Twenty-first century subjects of capitalist modernity and whatever postmodern condition lies beyond it have up to Now imagined themselves trapped in the world of imperial science. The world as seen through the telescopes and microscopes parodied by the Empress in Margaret Cavendish’s The Blazing World. That optical illusion became our world-picture or world-scene — our cognitive map — did it not? Globe Theatre projected outward as world-stage became Spaceship Earth, a Whole Earth purchasable through a stock exchange.
Next thing we know, we’re here.
Forms from dreamland awaken into matter.
We play puppets, we eat cheerios. As Frankie naps, I read Fred Moten’s “Blackness and Nothingness (Mysticism in the Flesh),” a “taking up” of Afropessimism through attention to the ideas of Frank B. Wilderson III and Jared Sexton. “I have thought long and hard, in the wake of their work,” writes Moten, “in a kind of echo of Bob Marley’s question, about whether blackness could be loved” (738). I think of my cousin, locked away all these years while the rest of us go free. Let us continue our correspondence. Unlike Fanon, from whom nonetheless all of these thinkers take their inspiration, Moten prefers “damnation” to “wretchedness,” as he prefers “life and optimism over death and pessimism” (738). Many of my communications have led to this, all the lotuses I’ve been eating, all the books I’ve been reading: “blackness is prior to ontology…it is ontology’s anti- and ante-foundation, ontology’s underground, the irreparable disturbance of ontology’s time and space” (739). Blackness means choosing to stay social. Or choosing, as Frank B. Wilderson said, “To stay in the hold of the ship.” Yet it somehow also means “avoidance of subjectivity” (743). So it is: let us “trace the visionary company and join it” (743).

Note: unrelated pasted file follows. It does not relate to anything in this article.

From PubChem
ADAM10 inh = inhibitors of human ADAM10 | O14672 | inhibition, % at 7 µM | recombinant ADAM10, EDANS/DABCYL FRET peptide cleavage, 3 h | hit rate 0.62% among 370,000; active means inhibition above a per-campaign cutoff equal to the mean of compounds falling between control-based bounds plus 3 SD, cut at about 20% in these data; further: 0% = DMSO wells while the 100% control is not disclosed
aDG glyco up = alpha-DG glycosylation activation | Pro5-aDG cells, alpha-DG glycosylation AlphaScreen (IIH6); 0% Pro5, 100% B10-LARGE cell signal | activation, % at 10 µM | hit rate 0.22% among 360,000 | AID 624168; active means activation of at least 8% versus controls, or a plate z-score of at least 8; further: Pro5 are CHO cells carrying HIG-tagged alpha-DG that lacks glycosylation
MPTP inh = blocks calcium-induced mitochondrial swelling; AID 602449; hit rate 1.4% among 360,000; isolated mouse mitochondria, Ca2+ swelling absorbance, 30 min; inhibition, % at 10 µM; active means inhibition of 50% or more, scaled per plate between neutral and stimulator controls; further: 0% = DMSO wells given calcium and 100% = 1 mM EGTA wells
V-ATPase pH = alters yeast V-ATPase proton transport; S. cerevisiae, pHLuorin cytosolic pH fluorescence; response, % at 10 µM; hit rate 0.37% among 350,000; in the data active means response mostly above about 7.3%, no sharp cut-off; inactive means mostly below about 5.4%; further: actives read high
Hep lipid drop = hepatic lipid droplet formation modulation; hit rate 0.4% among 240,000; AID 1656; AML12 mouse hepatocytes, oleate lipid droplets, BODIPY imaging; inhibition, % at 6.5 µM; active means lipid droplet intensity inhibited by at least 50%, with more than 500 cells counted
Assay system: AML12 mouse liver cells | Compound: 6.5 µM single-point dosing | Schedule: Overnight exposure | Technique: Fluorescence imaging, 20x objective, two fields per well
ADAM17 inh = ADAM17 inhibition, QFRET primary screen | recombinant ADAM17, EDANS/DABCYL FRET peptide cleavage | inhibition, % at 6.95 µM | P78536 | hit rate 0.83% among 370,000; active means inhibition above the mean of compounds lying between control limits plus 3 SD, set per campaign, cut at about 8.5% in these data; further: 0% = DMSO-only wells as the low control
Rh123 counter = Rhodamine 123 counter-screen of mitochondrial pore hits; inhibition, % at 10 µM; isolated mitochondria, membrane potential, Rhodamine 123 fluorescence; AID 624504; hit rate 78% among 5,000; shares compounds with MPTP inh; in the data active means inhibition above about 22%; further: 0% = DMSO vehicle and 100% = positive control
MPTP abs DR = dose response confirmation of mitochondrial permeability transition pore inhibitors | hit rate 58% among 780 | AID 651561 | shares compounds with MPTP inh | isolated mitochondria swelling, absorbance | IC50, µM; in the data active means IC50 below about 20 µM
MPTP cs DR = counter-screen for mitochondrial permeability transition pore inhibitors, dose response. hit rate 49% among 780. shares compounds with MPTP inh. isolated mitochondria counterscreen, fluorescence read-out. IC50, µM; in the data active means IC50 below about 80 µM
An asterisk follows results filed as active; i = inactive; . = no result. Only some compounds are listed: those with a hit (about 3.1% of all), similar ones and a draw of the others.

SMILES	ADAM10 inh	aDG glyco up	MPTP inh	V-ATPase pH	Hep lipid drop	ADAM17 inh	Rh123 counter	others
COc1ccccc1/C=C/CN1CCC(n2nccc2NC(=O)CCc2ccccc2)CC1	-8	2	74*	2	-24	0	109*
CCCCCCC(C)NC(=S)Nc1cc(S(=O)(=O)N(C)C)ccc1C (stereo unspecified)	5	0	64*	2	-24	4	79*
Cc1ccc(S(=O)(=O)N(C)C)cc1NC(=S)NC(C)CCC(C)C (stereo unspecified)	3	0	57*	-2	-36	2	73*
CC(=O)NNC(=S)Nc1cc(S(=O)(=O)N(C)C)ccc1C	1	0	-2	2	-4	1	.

Noting my views regarding consciousness, a friend recommends I read the computer engineer Bernardo Kastrup. Kastrup and I both reject the idea that physical reality exists independently of the minds that observe it. Ours, we agree, is a “participatory” universe, involving interplay between mind and matter.
Mind is the one thing, I would say, that is not of this world. Nor is it a static substance. It identifies, it disidentifies; it remembers, it forgets. It undergoes changes of state.
And by “mind,” I mean something more than just the ego. Local, individual, waking consciousness is but one part of what Kastrup calls “mind-at-large.” (The same phrase, by the way, used by Aldous Huxley in his book The Doors of Perception.)
Kastrup rejects panpsychism, however, whereas I find the latter attractive, at least in some of its formulations. And Weird Studies podcaster JF Martel has issued a critique of what he calls Kastrup’s “monistic idealism.”
What I like most about Kastrup, though, is his explanation of how “mind-at-large” becomes reduced or fragmented into semi-autonomous parts. “Kastrup’s answer,” writes Martel, “is that we are all ‘alters’—fragmented, amnesic parts—of mind-at-large.”